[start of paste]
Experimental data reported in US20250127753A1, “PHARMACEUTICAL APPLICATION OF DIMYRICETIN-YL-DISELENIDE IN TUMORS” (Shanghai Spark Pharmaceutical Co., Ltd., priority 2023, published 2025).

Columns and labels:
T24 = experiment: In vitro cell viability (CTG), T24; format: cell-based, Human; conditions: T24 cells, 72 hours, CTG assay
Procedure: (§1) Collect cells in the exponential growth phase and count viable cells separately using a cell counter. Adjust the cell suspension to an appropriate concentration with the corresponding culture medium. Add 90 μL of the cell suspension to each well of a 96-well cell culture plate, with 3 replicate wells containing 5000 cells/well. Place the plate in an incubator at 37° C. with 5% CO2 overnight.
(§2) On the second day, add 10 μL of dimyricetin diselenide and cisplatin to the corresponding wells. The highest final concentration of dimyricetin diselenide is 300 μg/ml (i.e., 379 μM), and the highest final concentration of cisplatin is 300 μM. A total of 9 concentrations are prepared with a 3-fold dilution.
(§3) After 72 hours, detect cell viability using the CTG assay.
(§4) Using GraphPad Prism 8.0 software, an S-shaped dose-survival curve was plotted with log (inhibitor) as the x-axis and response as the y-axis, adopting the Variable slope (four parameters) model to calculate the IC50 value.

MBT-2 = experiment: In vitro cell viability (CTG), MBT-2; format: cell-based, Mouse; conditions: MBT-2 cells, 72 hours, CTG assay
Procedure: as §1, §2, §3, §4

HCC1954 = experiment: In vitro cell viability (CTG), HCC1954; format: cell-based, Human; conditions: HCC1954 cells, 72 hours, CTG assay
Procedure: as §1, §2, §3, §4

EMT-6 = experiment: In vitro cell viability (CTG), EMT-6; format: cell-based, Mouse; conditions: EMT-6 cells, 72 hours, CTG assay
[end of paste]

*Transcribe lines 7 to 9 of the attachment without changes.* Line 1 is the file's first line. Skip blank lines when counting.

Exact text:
(§4) Using GraphPad Prism 8.0 software, an S-shaped dose-survival curve was plotted with log (inhibitor) as the x-axis and response as the y-axis, adopting the Variable slope (four parameters) model to calculate the IC50 value.

MBT-2 = experiment: In vitro cell viability (CTG), MBT-2; format: cell-based, Mouse; conditions: MBT-2 cells, 72 hours, CTG assay
Procedure: as §1, §2, §3, §4